Yes, it is possible to obtain compensation for emotional distress following a car accident through a lawsuit. Emotional distress can be a significant and long-lasting consequence of a car accident, and it can affect a person’s quality of life in many ways.
However, the ability to successfully win compensation for emotional distress will depend on several factors, Pennsylvania state laws, the severity of the emotional distress, and the specific circumstances of the accident. Emotional distress claims can be challenging to prove in court, as they often involve subjective experiences and can be difficult to quantify.
If you have been involved in a car accident and believe you have suffered emotional distress, you may want to consult with a Philadelphia car accident attorney who can advise you on your legal options. They can help evaluate your case and guide you on how to proceed with a claim.
What is Emotional Distress?
Emotional distress is the psychological and emotional suffering that an individual experiences owing to the outcome of a traumatic event or ongoing stressors. It can manifest in a variety of ways, including
- Sleep disturbances.
The effects of emotional distress can vary from person to person and can be temporary or long-lasting. Some people may recover quickly from emotional distress, while others may struggle with the effects for years.
Common Types of Emotional Distress Claims
Several types of emotional distress claims may arise in legal cases. Some of the most common may include:
- Negligent Infliction of Emotional Distress: This occurs when a person’s negligent conduct causes someone to suffer emotional distress, even if they were not physically injured in the incident.
- Intentional Infliction of Emotional Distress: This occurs when someone intentionally causes another person severe emotional distress through extreme and outrageous conduct.
- Post-Traumatic Stress Disorder (PTSD): This is a type of emotional distress that can occur after a person experiences or witnesses a traumatic event, such as a car accident, military combat, or sexual assault.
- Depression and Anxiety: Depression and anxiety can be caused by a variety of events, including personal injury, discrimination, harassment, and divorce.
- Loss of Enjoyment of Life: This type of emotional distress occurs when a person is unable to enjoy their life to the same extent as before an accident or injury.
- Sleep Disturbances: Emotional distress can often lead to difficulty sleeping, which can have a significant impact on a person’s overall health and ability to function in their daily life.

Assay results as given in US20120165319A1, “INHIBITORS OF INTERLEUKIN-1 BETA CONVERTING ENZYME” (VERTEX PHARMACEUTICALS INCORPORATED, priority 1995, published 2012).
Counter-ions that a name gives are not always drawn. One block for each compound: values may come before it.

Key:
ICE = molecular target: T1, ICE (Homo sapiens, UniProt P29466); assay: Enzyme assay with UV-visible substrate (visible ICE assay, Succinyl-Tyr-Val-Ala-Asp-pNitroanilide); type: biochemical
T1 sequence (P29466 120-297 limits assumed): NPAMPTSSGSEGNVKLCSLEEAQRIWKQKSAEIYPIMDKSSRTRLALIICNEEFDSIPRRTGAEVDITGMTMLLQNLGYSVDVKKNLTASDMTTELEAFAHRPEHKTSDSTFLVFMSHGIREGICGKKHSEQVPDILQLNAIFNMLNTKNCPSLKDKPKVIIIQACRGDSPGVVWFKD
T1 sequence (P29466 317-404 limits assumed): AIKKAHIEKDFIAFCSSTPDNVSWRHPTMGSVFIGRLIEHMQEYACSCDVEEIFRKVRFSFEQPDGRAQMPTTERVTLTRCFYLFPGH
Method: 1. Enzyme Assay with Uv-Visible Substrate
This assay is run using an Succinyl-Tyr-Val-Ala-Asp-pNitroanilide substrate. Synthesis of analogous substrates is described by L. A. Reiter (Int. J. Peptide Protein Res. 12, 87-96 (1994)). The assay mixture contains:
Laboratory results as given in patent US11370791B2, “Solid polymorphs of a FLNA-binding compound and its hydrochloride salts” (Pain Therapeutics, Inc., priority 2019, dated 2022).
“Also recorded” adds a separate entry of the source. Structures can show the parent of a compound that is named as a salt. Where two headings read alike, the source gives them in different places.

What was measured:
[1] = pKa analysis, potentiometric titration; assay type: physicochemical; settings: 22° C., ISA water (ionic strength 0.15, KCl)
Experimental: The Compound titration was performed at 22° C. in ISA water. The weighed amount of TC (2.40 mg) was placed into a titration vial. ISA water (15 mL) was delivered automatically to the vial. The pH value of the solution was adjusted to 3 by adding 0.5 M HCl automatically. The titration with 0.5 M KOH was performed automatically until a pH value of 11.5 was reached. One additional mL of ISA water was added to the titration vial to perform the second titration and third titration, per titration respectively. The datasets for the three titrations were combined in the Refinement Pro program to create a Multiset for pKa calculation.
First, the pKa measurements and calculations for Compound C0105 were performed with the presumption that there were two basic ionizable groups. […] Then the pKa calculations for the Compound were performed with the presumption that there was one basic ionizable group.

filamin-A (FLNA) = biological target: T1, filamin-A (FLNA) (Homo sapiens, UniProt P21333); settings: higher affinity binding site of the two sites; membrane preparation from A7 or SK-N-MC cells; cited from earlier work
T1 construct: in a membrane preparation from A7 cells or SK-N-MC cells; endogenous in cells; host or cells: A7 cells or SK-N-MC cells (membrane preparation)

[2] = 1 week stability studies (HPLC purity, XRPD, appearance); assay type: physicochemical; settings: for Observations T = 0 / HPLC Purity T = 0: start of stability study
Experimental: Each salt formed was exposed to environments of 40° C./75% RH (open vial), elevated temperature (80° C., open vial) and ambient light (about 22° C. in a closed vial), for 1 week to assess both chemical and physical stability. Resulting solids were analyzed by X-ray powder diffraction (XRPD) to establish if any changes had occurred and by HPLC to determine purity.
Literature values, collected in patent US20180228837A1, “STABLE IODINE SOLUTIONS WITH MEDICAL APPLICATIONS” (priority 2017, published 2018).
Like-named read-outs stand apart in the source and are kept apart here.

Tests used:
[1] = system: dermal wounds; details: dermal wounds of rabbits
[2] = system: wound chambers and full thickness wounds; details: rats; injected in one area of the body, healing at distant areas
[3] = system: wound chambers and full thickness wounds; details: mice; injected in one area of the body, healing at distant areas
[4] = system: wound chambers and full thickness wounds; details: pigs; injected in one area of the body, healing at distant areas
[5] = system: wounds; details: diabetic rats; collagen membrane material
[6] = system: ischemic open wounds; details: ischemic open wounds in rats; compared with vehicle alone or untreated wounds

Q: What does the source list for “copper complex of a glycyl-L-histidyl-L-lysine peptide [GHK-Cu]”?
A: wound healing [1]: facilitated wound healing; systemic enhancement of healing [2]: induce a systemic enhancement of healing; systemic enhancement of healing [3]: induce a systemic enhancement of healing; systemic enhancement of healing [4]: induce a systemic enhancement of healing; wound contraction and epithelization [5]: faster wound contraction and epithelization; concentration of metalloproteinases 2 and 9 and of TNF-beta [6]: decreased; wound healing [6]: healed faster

What Evidence Do I Need to Prove Emotional Distress?
Proving emotional distress in a lawsuit can be challenging because emotional distress is often subjective and can be difficult to quantify. However, there are several types of evidence that can help support a claim for emotional distress, including:
- Medical Records: Medical records can be used to show that a person sought treatment for emotional distress following an accident or traumatic event.
- Expert Testimony: Expert witnesses, such as psychologists or psychiatrists, can provide testimony to help establish the severity and extent of emotional distress.
- Witness Testimony: Witnesses who observed the plaintiff’s emotional distress or behavior following an accident or traumatic event can provide valuable testimony.
- Documentation: Documentation, such as diaries, journals, or emails, can be used to show how the plaintiff’s emotional distress has affected their daily life.
- Photographs or Videos: Photographs or videos can be used to show the physical impact of the accident or event, which can help support claims of emotional distress.
- Personal Testimony: The plaintiff’s testimony can be used to describe the emotional distress they have suffered and how it has affected their life.
How To File An Emotional Distress Lawsuit
If you believe you have suffered emotional distress and are considering filing a lawsuit, the following are some general steps you can take:
- Gather evidence: Evidence is crucial in proving emotional distress. Collect all medical records, witness statements, and any other documentation that can support your case.
- File a claim: Your attorney will help you prepare and file a claim. The claim, or civil complaint, will outline the details of your case, the injuries you have suffered, and the amount of damages you are seeking.
- Negotiate a settlement: In many cases, emotional distress claims can be settled through negotiations with the other party or their insurance company.
- Proceed to trial: If a settlement cannot be reached, a judge may determine that the case should proceed to trial.
Need Legal Help? Contact The Law Offices of Greg Prosmushkin
With more than 30 years of experience handling personal injury cases including those involving emotional distress, the Law Offices of Greg Prosmushkin have the skills and knowledge necessary to fight for your rights effectively.
Our team of lawyers will work tirelessly to help you obtain full and fair compensation for your pain and suffering. Schedule a free case consultation by calling us today at (215)-799-9990 to discuss your legal options.